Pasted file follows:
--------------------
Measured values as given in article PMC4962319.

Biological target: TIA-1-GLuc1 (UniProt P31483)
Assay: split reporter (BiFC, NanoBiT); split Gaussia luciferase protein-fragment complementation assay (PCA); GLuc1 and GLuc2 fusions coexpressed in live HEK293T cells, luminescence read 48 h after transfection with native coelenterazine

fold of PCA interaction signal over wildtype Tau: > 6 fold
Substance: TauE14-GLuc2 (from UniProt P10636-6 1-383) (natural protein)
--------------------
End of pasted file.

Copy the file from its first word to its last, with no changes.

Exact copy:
Measured values as given in article PMC4962319.

Biological target: TIA-1-GLuc1 (UniProt P31483)
Assay: split reporter (BiFC, NanoBiT); split Gaussia luciferase protein-fragment complementation assay (PCA); GLuc1 and GLuc2 fusions coexpressed in live HEK293T cells, luminescence read 48 h after transfection with native coelenterazine

fold of PCA interaction signal over wildtype Tau: > 6 fold
Substance: TauE14-GLuc2 (from UniProt P10636-6 1-383) (natural protein)